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09/22/12 9:00 PM ET

Beltre may face offseason surgery

SEATTLE -- The unknown source of Adrian Beltre's stomach discomfort is believed to be the result of a buildup of scar tissue from an appendix surgery 12 years ago and it may require surgery after the season. The Rangers third baseman's availability the rest of the season should not be in jeopardy, but will depend on Beltre's pain tolerance.

Beltre had stayed in Anaheim to undergo tests on his stomach while his Ranger teammates traveled to Seattle for Friday's series opener. He was in the lineup on Saturday at third and hitting fourth.

"The doctor told me that he's 90 percent sure what's causing the pain is scar tissue from my old surgery, appendix," Beltre said. "It's growing over the years and it's kind of pushing on my intestines.

"He said that if [it] stays the same or gets worse, we're going to have to do a little procedure."

That said, Beltre was confident he would get through the season. Prior to Saturday's game, he said he physically felt much better than the past couple of days. Although there are no medications to help disperse scar tissue, Beltre said eating healthy could help.

Rangers skipper Ron Washington said he "may have to DH him a little more than I want to," but that would be the biggest change he'd make from a managerial perspective.

"He can play to whatever he can tolerate," Washington said. "The old saying I always bring up, 'Mind over matter,' and he's got a powerful mind. His stomach issue, don't matter."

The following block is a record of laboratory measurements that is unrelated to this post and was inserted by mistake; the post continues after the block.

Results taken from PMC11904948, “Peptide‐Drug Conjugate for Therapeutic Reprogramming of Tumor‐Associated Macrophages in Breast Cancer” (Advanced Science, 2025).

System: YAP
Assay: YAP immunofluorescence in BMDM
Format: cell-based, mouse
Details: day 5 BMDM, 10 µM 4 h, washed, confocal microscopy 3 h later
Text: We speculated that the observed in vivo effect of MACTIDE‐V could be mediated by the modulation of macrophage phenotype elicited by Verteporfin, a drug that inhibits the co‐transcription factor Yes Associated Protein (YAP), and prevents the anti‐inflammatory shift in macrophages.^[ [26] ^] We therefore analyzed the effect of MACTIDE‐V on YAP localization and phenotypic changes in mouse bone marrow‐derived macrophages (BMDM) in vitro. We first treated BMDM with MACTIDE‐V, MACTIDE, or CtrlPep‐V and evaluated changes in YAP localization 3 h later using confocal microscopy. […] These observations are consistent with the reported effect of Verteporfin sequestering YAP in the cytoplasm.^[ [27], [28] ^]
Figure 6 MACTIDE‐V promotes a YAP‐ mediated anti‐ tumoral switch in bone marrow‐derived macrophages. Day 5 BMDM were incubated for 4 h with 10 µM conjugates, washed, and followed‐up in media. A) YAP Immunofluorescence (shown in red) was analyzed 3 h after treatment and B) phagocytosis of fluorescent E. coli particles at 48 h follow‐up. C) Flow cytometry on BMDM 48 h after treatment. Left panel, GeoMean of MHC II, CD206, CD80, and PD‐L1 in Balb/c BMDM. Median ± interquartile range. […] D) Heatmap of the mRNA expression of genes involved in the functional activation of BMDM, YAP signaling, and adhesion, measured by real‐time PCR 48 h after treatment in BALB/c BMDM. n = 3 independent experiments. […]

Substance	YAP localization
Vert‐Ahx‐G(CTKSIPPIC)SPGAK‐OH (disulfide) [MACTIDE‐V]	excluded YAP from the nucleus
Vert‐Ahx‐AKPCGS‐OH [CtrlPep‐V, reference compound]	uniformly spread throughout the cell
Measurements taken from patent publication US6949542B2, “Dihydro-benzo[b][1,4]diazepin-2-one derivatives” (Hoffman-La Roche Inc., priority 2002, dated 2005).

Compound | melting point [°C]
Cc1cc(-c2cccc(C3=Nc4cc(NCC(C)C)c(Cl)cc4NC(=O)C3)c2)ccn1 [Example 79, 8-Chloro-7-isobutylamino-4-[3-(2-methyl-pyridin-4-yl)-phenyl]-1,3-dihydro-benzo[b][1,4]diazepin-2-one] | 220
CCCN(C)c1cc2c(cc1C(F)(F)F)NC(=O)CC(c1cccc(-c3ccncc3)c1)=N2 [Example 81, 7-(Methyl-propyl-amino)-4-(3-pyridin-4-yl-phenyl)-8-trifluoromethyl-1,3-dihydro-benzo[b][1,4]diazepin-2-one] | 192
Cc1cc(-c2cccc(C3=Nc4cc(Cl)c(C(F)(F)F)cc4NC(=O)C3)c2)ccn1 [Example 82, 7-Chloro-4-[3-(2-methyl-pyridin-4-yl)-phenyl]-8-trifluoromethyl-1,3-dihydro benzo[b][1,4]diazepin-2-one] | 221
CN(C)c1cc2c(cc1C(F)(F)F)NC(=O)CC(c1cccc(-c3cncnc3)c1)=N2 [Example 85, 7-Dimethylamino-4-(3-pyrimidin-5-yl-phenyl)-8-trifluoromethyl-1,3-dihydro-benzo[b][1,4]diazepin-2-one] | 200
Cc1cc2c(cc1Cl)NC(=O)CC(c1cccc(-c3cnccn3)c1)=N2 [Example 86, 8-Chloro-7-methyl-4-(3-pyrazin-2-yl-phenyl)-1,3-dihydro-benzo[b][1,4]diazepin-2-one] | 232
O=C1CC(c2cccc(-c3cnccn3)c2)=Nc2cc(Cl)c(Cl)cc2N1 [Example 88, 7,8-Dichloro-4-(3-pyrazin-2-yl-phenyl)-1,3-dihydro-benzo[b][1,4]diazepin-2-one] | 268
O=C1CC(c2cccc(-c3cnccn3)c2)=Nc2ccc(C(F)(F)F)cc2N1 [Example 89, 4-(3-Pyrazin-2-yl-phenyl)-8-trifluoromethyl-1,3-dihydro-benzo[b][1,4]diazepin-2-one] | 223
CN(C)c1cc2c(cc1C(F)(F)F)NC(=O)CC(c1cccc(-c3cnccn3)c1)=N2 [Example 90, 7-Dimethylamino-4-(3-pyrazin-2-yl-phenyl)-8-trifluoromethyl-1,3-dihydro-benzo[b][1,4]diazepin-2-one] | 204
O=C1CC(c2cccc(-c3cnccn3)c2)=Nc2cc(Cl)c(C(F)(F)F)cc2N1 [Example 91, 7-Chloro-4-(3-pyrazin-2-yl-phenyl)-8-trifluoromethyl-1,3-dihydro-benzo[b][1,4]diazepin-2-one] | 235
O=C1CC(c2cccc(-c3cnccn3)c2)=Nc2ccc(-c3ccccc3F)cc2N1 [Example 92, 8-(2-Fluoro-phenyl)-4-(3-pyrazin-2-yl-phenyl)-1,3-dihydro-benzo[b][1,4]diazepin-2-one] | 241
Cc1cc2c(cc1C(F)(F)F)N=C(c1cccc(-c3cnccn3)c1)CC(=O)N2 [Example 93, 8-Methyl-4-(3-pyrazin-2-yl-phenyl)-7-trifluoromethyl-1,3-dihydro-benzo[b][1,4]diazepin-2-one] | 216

Washington keeps confidence in Ogando

SEATTLE -- Rangers reliever Alexi Ogando has pitched just twice in the past nine days and gave up a combined three runs in those relief outings, including a two-run home run in Friday's 6-3 loss in Seattle.

The right-hander has recently dealt with soreness in his biceps, but Rangers manager Ron Washington said as long as Ogando's healthy, he wouldn't shy away from using him.

"[If the] opportunity presents itself, as long as he can take the ball, we are going to give it to him," Washington said. "I think that's going to help everything. I certainly can't predict if that's going away or that's going to flare up again. I don't know."

Washington said any pitcher, especially a reliever, needs consistent work, if possible, to stay sharp. That is what the Rangers will be looking to give Ogando the rest of the season -- consistent work.

Meanwhile, Koji Uehara has been pitching well, making him interchangeable with Ogando, in Washington's mind.

"Say, if we had to use Ogando for a couple innings and then tonight a situation came up, I'll give it to Koji," Washington said. "Say, if Ogando and Mike Adams are not available and a situation come up in the eighth inning, I'll give to Koji. [Robbie] Ross, too."

Washington polishing plans for Napoli

SEATTLE -- Mike Napoli, who recently came off the disabled list after a left quad strain, received two days off prior to starting Saturday behind the dish for the Rangers. As far as Sunday, manager Ron Washington wants to wait and see before slotting a catcher into the lineup.

Washington doesn't believe he has to make a conscious effort to get Napoli, who missed 33 games with his quad injury, a certain amount of starts behind the plate during the remainder of the season. Geovany Soto did the majority of the catching in Napoli's absence.

Napoli could appear in games as the designated hitter, but most likely will not appear at first base, where he has played in 24 contests.

"When I was playing him at first, I really didn't have it totally covered," Washington said. "Now, I got it covered. He just has concentrate on catching and hitting."

Worth noting

• Washington said he'll continue to give Craig Gentry the bulk of time in the outfield while Josh Hamilton deals with a sinus issue. Leonys Martin is also an option, but Washington considers Gentry a more reliable defensive option.

• The Rangers pitching staff enters Saturday's contest with 1,175 strikeouts, six shy of the club record set in 2010.

Josh Liebeskind is an associate reporter for MLB.com. This story was not subject to the approval of Major League Baseball or its clubs.